THE IMPACT OF NOISE REGULATIONS ON PROPELLER DESIGN
The characteristic differences in performance between conventional aerofoil sections and a new section developed to permit an increase in blade loading are presented. The new aerofoil section allows for slower revving propellers without degrading performance or imposing a weight penalty. A range of propellers is outlined to illustrate the tradeoffs among noise, performance, and weight with each type. The first propeller to use the new technology section was a three-blader designed as a cruise propeller (106 in. in diameter, activity factor of 85 per blade, maximum power of 950 hp at 1591 rpm, and 130 lb. in weight). Because of the relatively low activity factor, the static and very low-speed performance increases very slowly once a take-off power of 750 hp is reached. Normally, at this condition the blade would be very near to stall and close to the onset of flutter. However, during testing the propeller was taken up to 1100 hp at 110% rpm, with no significant flutter. This becomes effective at climb-out conditions. Full certification is expected for the propeller; it is vibration free, is quieter than its conventionally designed counterpart, and meets performance goals. A slightly smaller blade can be fitted into the same hub for the faster revving engines with lower powers. Use of the blades in a four-way hub is contemplated and hardware and testing are expected in late summer 1979. For larger diameter applications, a more rugged blade is being developed for fitment into a four-way hub. Current programs sponsored by both the National Aeronautics and Space Administration and the U.K. Department of Industry may permit even further advances towards more efficient and quieter propellers. However, propeller performance in the 250-350 knot speed range is already good, and it will be expensive to extract the last few percent. Better integration between power plant and aircraft will yield bigger improvements than changes to the propeller itself, particularly where reciprocating engines are used.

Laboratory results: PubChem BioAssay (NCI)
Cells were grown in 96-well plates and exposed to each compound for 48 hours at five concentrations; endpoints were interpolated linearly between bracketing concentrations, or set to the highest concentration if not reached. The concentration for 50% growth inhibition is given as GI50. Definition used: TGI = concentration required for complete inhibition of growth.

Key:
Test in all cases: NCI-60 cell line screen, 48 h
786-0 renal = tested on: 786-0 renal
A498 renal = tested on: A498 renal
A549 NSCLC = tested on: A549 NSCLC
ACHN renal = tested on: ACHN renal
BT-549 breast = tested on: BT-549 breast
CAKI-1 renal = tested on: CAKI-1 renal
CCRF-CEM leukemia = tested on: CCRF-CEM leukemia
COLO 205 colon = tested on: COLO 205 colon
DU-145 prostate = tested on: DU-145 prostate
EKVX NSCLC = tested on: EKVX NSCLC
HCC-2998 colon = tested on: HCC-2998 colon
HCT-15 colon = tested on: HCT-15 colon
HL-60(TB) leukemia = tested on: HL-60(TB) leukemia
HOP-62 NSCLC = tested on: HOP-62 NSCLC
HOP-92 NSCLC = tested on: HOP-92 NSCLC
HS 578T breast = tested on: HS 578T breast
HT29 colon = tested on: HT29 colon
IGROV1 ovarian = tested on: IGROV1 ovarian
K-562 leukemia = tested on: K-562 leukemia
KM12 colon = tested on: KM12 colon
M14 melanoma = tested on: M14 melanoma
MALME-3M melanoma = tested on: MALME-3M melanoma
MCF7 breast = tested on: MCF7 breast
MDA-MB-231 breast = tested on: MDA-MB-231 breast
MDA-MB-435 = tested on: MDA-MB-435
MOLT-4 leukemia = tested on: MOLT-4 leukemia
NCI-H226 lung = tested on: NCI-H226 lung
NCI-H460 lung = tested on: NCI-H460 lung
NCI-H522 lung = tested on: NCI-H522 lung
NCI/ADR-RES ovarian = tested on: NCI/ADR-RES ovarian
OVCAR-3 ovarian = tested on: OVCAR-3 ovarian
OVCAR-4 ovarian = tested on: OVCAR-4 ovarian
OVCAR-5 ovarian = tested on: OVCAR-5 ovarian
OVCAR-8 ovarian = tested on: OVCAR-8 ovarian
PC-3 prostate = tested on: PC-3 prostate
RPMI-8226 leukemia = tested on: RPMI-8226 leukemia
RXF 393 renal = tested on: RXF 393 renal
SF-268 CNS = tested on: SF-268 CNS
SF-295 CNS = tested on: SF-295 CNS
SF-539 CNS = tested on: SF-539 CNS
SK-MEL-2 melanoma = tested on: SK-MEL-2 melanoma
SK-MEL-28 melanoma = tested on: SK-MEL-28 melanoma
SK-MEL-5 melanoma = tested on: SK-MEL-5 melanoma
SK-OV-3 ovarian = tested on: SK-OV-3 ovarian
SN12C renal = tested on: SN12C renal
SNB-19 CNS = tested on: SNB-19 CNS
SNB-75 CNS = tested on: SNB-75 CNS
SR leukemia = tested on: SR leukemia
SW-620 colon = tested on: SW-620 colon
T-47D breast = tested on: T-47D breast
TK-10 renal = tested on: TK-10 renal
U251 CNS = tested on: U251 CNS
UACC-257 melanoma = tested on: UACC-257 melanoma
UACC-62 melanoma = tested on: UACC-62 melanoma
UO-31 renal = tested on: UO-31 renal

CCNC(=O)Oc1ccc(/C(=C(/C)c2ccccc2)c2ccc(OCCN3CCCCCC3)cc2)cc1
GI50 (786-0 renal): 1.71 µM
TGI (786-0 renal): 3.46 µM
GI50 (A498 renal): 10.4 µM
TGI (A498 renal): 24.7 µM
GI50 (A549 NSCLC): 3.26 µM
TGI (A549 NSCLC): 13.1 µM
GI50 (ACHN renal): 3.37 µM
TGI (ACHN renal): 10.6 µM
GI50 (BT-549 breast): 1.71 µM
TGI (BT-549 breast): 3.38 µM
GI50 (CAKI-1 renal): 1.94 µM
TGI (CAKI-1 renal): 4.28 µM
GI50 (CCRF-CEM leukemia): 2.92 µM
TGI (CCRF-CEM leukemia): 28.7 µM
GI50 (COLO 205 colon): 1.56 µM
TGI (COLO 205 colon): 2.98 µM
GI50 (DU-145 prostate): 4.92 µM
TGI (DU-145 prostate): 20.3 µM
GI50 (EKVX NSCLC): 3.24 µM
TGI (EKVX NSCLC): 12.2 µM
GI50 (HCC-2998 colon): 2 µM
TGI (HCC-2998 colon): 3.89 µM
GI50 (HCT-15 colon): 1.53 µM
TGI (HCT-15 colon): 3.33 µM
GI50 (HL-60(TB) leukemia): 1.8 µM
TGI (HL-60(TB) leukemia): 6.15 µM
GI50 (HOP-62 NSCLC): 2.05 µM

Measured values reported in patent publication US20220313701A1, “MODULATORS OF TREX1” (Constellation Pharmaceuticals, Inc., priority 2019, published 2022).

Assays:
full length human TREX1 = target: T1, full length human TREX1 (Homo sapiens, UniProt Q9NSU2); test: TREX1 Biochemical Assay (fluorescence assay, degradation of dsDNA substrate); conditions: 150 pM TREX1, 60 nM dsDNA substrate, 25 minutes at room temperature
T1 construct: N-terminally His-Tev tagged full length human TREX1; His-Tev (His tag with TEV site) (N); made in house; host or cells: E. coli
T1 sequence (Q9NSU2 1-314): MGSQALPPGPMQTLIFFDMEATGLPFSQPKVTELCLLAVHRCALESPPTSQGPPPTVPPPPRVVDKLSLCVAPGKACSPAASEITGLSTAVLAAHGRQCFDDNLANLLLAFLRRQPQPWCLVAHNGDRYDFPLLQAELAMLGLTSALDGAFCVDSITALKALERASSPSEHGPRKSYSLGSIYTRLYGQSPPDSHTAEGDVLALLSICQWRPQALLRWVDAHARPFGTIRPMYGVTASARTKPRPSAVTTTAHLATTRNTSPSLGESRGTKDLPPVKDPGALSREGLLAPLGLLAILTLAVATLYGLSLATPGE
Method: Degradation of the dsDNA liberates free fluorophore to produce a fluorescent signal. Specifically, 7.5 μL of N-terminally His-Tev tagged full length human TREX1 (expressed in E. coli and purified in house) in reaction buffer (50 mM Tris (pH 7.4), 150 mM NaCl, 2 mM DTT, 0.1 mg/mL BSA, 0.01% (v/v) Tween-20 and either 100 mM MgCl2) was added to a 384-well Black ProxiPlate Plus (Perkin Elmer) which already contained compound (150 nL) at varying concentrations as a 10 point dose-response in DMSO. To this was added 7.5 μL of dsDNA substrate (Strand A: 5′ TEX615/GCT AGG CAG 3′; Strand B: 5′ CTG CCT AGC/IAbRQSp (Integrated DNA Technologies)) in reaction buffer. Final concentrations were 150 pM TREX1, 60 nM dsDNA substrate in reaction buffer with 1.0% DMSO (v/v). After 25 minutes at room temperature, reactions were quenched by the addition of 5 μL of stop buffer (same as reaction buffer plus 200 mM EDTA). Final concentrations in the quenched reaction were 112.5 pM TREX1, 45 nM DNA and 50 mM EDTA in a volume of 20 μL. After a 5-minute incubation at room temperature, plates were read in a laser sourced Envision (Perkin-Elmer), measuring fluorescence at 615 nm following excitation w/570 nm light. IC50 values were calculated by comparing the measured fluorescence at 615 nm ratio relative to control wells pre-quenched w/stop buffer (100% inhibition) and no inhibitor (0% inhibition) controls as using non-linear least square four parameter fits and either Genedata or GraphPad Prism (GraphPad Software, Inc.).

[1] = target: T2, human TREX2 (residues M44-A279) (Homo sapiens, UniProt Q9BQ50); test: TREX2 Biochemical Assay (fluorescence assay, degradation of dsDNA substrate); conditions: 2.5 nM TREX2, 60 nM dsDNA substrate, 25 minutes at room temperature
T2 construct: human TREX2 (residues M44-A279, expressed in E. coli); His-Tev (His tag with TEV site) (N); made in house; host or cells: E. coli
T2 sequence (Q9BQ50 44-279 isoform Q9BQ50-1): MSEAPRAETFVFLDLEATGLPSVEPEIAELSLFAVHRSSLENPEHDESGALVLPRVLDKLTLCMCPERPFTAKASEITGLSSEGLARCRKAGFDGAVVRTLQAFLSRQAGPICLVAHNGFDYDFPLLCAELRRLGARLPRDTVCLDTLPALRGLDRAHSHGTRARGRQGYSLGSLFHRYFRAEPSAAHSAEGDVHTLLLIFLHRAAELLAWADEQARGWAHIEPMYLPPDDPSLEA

- Find a library where document is available. Order URL: http://worldcat.org/issn/01487191
- Presented at SAE Business Aircraft Meeting and Exposition, Wichita, Kansas, 3-6 April 1979.
Warrendale, PA United States 15096
- Davis, DGM
- Publication Date: 1979
- Pagination: 12 p.
- TRT Terms: Airfoils; Design; Noise control; Performance; Propellers; Weight
- Subject Areas: Design; Safety and Human Factors;
- Accession Number: 00394072
- Record Type: Publication
- Source Agency: National Highway Traffic Safety Administration
- Report/Paper Numbers: SAE 790593, HS-026 417U
- Files: HSL, USDOT
- Created Date: May 31 1985 12:00AM